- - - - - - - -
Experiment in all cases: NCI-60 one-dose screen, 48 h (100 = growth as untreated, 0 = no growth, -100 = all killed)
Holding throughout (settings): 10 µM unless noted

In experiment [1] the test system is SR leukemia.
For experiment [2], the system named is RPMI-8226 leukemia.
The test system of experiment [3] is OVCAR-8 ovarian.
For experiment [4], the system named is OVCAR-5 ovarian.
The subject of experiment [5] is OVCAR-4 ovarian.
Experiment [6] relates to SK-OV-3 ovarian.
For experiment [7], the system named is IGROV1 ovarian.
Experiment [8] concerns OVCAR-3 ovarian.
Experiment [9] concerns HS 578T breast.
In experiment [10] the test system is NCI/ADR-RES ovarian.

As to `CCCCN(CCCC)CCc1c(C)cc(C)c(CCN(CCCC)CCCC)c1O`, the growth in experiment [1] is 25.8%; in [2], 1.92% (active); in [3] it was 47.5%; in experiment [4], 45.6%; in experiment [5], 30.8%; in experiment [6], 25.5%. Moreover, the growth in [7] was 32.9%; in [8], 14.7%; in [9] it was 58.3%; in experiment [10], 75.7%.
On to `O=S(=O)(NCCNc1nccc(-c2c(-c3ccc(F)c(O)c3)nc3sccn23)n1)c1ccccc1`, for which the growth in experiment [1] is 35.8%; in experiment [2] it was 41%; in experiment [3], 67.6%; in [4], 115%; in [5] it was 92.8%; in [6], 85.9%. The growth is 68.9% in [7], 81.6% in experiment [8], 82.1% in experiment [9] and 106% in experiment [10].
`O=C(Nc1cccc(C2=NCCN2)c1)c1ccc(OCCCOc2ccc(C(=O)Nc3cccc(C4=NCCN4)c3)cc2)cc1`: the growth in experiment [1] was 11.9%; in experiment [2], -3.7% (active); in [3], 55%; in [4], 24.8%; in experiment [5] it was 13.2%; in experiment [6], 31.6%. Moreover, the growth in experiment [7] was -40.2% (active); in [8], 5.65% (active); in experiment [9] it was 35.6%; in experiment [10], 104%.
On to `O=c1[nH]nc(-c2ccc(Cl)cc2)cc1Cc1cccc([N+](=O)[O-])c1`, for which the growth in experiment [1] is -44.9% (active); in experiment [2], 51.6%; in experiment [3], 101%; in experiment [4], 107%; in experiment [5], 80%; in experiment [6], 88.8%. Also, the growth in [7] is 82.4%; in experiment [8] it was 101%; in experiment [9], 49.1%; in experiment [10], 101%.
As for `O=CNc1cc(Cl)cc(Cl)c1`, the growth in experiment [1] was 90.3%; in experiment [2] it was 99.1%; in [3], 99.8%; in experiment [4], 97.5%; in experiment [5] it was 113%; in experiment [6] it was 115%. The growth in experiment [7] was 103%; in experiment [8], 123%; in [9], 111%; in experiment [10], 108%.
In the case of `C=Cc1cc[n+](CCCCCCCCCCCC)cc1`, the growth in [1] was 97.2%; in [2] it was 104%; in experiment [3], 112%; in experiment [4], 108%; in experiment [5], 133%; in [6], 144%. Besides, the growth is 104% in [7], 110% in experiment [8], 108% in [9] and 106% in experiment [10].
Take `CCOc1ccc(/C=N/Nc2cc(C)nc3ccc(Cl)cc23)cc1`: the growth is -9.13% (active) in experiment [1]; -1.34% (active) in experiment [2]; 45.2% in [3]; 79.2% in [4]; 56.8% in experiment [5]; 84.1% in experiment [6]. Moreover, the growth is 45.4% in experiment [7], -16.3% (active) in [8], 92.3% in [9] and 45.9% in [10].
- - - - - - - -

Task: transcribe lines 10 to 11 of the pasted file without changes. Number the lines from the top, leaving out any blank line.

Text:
Experiment [8] concerns OVCAR-3 ovarian.
Experiment [9] concerns HS 578T breast.